This Sunday, the Tony Awards will light up screens around the world, with Britain’s James Corden – going from strength-to-strength as the presenter of The Late Late Show – as host for the night. The combination of Corden’s popularity, and the genre breaking, grammy winning Hamilton – a musical about the life of American founding father Alexander Hamilton – which is nominated for a record breaking 16 Tony Awards, has firmly brought the Awards back into the mainstream.
The awards are a highlight in the theatrical calendar and the glitzy ceremony, studded with musical performances, is broadcast across the globe. A nomination can generate an increase in ticket sales for a show, and research has shown a win will – following an initial boost of 12% in profits – continue to reap financial rewards long after the Tony’s are over.
The build up to the awards this year has seen Corden getting more exposure than ever – particularly because of his latest Broadway Carpool video, which features Lin Manuel Miranda – who created and stars in Hamilton – and other Broadway luminaries.
In the video Miranda touches on the financial gains to be made by winning an award, comparing his experience of previous Tony awards with the unknown show “In The Heights” (Best Musical 2008) to his “Hamilton”, which is “selling fine”. A total understatement, the show is pretty much sold out until next year unless you want to pay a ticket tout a 1,000% markup.
As with all award ceremonies the Tony’s are not without criticism – detractors cite the focus on larger commercial producers and the power of the sponsors of touring productions. As well as the Tony’s inability to provide coverage for anything more challenging. Although it should be said that compared to other industry awards – such as this year’s Oscars – the 2016 Tony nominees are an incredibly diverse bunch, which led to the hashtag #TonysNotSoWhite.
And yet, the uninitiated might still be wondering who is Tony? And what does he have to do with Broadway theatre? In actual fact “Tony” was a woman, Antoinette Perry to be precise. When she died in 1946 the theatre community decided to establish an awards ceremony as a permanent memorial to her. And 70 years later medallions bearing her image are still handed out to recognise theatrical achievement.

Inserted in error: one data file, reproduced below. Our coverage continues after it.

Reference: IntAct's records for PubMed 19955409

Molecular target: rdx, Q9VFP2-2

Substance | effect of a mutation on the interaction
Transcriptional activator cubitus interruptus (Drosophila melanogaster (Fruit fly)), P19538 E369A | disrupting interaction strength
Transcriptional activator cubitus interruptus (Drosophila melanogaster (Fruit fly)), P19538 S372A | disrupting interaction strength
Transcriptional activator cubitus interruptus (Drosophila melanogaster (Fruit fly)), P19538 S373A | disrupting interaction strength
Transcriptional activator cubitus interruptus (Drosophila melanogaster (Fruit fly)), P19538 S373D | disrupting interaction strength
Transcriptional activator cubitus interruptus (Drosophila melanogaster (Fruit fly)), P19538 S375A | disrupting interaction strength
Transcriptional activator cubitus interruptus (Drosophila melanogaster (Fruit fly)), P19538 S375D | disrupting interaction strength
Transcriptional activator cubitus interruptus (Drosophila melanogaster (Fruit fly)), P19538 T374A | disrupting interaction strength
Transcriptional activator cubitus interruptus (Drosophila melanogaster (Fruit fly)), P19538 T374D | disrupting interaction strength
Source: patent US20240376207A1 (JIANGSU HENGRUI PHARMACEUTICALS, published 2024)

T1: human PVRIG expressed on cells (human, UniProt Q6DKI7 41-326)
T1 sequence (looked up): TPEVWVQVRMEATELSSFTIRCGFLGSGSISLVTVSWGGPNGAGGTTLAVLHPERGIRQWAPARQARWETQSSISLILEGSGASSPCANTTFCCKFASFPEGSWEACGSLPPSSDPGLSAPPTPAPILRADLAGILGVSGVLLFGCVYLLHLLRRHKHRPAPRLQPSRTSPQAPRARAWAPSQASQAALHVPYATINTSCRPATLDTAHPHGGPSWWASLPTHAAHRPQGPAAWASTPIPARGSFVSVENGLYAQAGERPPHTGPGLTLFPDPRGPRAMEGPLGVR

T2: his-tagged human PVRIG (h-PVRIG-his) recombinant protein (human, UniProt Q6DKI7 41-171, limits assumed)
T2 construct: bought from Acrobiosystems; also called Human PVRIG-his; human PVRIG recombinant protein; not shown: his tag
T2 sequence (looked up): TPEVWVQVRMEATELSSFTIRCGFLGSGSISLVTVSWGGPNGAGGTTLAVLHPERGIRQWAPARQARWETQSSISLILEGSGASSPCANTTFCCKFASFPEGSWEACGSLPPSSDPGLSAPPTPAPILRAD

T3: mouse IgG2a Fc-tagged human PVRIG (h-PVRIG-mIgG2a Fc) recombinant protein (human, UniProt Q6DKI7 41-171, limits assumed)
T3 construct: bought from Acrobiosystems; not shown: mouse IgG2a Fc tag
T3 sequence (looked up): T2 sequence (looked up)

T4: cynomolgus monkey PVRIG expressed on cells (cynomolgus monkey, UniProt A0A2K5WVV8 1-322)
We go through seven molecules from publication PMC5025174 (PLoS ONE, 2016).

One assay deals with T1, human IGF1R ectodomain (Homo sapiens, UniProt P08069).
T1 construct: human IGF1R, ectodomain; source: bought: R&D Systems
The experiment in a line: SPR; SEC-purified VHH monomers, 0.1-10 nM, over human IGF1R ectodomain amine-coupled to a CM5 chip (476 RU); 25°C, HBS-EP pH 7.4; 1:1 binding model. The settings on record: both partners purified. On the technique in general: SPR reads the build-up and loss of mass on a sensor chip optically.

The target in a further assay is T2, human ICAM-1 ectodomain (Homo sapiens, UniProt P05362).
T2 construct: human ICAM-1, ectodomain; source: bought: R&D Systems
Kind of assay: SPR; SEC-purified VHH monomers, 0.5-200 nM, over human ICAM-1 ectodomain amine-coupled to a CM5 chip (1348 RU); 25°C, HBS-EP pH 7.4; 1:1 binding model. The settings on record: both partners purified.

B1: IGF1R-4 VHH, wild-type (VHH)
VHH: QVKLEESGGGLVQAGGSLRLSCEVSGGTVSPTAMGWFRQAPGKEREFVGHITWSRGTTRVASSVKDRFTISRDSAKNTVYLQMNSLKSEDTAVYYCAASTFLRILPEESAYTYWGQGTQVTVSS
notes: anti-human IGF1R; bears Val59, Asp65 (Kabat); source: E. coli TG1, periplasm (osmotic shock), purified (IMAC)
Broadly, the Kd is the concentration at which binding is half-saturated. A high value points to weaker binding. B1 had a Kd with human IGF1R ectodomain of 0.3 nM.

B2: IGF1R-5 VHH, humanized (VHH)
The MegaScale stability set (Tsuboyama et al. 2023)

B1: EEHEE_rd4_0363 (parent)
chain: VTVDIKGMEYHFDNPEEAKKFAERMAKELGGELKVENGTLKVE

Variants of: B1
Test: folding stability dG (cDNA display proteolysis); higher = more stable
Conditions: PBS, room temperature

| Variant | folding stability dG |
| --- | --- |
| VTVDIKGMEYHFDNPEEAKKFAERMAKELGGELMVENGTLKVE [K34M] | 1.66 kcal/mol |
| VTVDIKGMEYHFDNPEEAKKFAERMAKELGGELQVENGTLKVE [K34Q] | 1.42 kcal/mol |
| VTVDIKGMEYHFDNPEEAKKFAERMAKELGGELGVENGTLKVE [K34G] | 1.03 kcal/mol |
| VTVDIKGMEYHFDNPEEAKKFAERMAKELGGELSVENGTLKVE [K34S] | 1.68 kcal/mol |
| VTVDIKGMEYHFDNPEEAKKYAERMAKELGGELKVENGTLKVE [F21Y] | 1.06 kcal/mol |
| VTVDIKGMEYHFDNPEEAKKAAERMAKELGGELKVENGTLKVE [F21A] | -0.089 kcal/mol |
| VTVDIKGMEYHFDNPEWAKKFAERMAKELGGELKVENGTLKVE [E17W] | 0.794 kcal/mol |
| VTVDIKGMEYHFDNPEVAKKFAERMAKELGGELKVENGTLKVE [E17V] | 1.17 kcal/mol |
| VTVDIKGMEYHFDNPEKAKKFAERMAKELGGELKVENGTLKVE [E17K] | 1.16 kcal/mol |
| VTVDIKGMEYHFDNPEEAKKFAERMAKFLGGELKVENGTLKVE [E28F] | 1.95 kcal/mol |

Mary Antoinette Perry (Tony for short) decided on a career as an actress from an early age, telling a reporter in 1935 that “when I was six, I didn’t say I’d become an actress. I felt I was one. No one could have convinced me I wasn’t”.
Her ambitions met with some resistance from her father, who was an attorney. He felt that a career in music was more suited to a young lady of her class. However, Perry persevered, spending summers travelling across America with her actress aunt and uncle, and making her debut in her uncle’s touring company at 15.
Two years later in 1905 Perry came to New York and began pursuing roles on Broadway and beyond. She managed to sustain herself, achieving roles in The Music Master and A Grand Army Man before being swept off her feet by her former beau Frank Wheastcroft Frueauff. The pair were married in 1909 and Perry gave up acting to become a full-time wife and mother – a decision she never regretted.
Frueauff’s wealth allowed Perry to develop her altruism and support young actors and directors along the way. However, she never settled into life as a lady who lunched, declaring: “Should I go on playing bridge and dining, going in the same old monotonous circle? It’s easy that way, but it’s a sort of suicide, too”. So it was of no surprise that following Frueauff’s death in 1922 Perry returned to the stage.
No business like show business
Her friendship with theatrical producer Brock Pemberton lead to Perry taking the reigns as director, initially in collaboration with Pemberton. And in 1944, Perry directed Mary Coyle Chase’s comedy, Harvey, which went on to win the Pulitzer Prize for drama.
Despite her creative success on and off stage Perry was most warmly remembered for her work as an activist and organiser with the American Theatre Wing – the organisation that oversees the Tony awards – under the umbrella of which she established the New York Stage Door Canteen, where performers, including Al Jolson and Marlene Dietrich, would entertain soldiers free of charge during World war II.
So it is of little surprise that following her untimely death the theatre community wanted to honour her memory. Originally the awards were presented on Easter Sunday, as most Broadway shows would be having a break for the holidays. This meant that performers could attend the ceremony – which was also broadcast on local radio. Today, the awards are a global affair, with live streams across the world and a huge online social media presence that includes Facebook, Twitter, Instagram, YouTube and Snapchat.
As well as celebrating Hamilton’s huge success, the 2016 awards will honour Tony’s memory in a medley of glitz, glam and jazz hands as the theatrical movers and shakers crowd into the Beacon Theatre, New York, to showcase their achievements.
There will be singing, there will be dancing, there will be acting, there will be tears and laughter and a lot of performers determined to not (in the words of Hamilton), “throw away their shot”, and make the most of this global publicity machine.